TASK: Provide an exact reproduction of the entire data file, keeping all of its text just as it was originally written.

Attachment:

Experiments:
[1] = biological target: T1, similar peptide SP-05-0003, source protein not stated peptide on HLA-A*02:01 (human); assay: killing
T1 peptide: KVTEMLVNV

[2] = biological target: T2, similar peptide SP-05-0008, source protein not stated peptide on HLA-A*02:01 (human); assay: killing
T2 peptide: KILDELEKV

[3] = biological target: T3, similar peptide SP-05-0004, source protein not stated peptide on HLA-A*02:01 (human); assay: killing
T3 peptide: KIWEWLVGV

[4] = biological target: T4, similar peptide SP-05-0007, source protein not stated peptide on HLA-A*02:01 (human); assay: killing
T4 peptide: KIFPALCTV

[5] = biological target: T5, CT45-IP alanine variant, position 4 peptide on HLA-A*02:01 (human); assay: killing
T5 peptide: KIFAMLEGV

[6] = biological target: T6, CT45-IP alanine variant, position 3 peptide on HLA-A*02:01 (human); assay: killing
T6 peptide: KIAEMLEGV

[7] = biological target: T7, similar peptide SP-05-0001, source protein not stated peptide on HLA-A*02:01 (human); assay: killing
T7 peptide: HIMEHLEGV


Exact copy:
Experiments:
[1] = biological target: T1, similar peptide SP-05-0003, source protein not stated peptide on HLA-A*02:01 (human); assay: killing
T1 peptide: KVTEMLVNV

[2] = biological target: T2, similar peptide SP-05-0008, source protein not stated peptide on HLA-A*02:01 (human); assay: killing
T2 peptide: KILDELEKV

[3] = biological target: T3, similar peptide SP-05-0004, source protein not stated peptide on HLA-A*02:01 (human); assay: killing
T3 peptide: KIWEWLVGV

[4] = biological target: T4, similar peptide SP-05-0007, source protein not stated peptide on HLA-A*02:01 (human); assay: killing
T4 peptide: KIFPALCTV

[5] = biological target: T5, CT45-IP alanine variant, position 4 peptide on HLA-A*02:01 (human); assay: killing
T5 peptide: KIFAMLEGV

[6] = biological target: T6, CT45-IP alanine variant, position 3 peptide on HLA-A*02:01 (human); assay: killing
T6 peptide: KIAEMLEGV

[7] = biological target: T7, similar peptide SP-05-0001, source protein not stated peptide on HLA-A*02:01 (human); assay: killing
T7 peptide: HIMEHLEGV